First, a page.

But although the messenger was softer, the message was not. Chambers echoed a mission statement from the earliest years of the Cold War—the need to retain, for one, a large stable of intercontinental ballistic missiles. The missiles, still on high alert as they have been for decades, serve as a counter-response that an adversary must take into account before considering a “bolt out of the blue” strike against the U.S. The punch line: A potential enemy “has to consider that we have 450 missiles across hundreds of miles of America, all ready to go.”

The Russian Federation, he said “still represents an existential capability, particularly in light of how the Russians continue to treat their strategic forces, continue to invest in them, continue to keep them in a high state of readiness.”

The New START treaty, which went into effect a year ago, calls for each superpower to cut back the number of deployed warheads to 1550 by 2017, with thousands still stored as backups. But the ability to wield superior firepower—encompassed by the Cold War triad of missiles, strategic bombers and nuclear submarines—will still be required moving forward, Chambers asserted. The Obama Administration, immersed in a review of the nation’s nuclear capabilities, will assuredly receive the same message that Scientific American editors did. Some cutbacks are feasible and the current nuclear arsenal can preserve its potency with high-powered “exoscale” computer simulations in place of underground testing. But a substantial stockpile and all three legs of the triad are still essential.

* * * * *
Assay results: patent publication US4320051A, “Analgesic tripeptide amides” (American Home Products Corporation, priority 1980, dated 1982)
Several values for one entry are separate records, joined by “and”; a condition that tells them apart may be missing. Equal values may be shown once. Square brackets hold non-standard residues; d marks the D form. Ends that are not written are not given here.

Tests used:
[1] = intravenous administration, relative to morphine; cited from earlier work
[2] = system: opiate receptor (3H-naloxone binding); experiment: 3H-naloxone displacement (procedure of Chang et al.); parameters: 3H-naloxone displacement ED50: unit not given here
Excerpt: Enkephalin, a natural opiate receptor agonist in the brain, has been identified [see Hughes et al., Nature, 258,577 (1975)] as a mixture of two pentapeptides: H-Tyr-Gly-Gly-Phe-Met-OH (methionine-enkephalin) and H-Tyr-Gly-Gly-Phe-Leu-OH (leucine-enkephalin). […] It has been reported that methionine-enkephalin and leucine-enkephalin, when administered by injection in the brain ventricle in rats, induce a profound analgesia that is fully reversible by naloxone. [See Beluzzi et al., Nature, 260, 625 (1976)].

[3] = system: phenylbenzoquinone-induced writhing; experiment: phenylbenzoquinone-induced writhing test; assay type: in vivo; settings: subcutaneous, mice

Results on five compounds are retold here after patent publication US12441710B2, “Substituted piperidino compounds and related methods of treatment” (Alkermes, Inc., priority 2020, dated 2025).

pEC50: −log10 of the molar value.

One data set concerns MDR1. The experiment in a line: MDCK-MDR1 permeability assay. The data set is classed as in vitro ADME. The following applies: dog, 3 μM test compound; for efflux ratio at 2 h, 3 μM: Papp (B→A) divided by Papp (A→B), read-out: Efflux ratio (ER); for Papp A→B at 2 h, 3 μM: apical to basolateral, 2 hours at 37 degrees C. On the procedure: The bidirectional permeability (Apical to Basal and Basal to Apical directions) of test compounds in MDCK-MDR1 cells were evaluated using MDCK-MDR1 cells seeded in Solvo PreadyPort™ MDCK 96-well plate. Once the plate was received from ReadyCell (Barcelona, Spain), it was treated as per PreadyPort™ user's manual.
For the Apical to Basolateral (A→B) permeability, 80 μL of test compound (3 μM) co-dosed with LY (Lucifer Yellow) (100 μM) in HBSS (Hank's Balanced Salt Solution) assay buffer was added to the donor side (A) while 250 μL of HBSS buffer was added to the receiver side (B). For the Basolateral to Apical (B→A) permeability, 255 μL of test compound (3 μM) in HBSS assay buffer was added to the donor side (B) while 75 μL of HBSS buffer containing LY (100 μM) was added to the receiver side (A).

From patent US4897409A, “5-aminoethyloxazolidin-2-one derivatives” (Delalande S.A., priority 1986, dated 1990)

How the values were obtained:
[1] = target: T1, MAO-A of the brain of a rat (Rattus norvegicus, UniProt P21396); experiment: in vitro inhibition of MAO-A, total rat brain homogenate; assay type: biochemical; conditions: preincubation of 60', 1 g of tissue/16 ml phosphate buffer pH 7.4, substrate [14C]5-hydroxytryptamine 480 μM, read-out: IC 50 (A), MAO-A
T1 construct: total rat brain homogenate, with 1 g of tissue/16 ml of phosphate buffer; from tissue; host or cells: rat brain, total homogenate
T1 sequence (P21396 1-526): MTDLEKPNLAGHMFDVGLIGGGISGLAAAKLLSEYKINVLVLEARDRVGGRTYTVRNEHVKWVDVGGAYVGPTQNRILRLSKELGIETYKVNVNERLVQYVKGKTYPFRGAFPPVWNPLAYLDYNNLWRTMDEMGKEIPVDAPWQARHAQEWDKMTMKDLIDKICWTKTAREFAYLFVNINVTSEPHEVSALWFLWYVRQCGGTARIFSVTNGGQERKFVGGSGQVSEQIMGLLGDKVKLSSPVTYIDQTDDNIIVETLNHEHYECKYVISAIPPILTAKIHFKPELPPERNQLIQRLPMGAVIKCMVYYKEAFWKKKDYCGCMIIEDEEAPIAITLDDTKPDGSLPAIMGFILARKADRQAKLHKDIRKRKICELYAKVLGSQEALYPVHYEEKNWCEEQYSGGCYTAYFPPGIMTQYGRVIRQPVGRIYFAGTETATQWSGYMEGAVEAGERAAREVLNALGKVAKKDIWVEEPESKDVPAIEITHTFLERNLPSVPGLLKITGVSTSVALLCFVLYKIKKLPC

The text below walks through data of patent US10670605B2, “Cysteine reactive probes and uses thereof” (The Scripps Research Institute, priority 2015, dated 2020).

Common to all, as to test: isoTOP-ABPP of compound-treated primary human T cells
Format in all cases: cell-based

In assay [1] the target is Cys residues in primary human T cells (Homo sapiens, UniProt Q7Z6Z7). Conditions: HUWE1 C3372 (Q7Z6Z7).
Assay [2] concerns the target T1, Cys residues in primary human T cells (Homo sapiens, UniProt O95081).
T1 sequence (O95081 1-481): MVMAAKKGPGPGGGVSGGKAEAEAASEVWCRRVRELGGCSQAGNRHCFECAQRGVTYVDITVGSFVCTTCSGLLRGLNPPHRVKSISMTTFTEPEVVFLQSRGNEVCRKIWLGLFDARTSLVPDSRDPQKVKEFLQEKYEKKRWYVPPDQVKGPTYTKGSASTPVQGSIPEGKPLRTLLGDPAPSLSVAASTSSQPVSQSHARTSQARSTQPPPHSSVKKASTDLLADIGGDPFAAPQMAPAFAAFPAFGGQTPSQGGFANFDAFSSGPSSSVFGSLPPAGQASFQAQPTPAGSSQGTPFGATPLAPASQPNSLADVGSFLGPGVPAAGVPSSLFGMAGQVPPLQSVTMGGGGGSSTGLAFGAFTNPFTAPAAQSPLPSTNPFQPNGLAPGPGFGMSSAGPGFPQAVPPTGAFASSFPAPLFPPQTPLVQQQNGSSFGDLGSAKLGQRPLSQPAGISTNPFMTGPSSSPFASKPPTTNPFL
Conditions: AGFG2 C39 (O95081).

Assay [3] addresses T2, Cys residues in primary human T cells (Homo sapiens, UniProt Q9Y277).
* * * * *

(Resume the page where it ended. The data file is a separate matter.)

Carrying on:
Whether the elaborate edifice of Cold War deterrence can be reshaped in an election year seems a stretch. Online piracy and Gingrich’s open marriage are likely to remain center stage. Progress on weapons reduction and proliferation may just have to wait.

On Jan. 10, the Bulletin of Atomic Scientists moved the doomsday clock one minute closer to midnight.

Source: Wikimedia Commons

 

 

 

 

About the Author: Gary Stix, a senior editor, commissions, writes, and edits features, news articles and Web blogs for SCIENTIFIC AMERICAN. His area of coverage is neuroscience. He also has frequently been the issue or section editor for special issues or reports on topics ranging from nanotechnology to obesity. He has worked for more than 20 years at SCIENTIFIC AMERICAN, following three years as a science journalist at IEEE Spectrum, the flagship publication for the Institute of Electrical and Electronics Engineers. He has an undergraduate degree in journalism from New York University. With his wife, Miriam Lacob, he wrote a general primer on technology called Who Gives a Gigabyte? Follow on Twitter @@gstix1.

The views expressed are those of the author and are not necessarily those of Scientific American.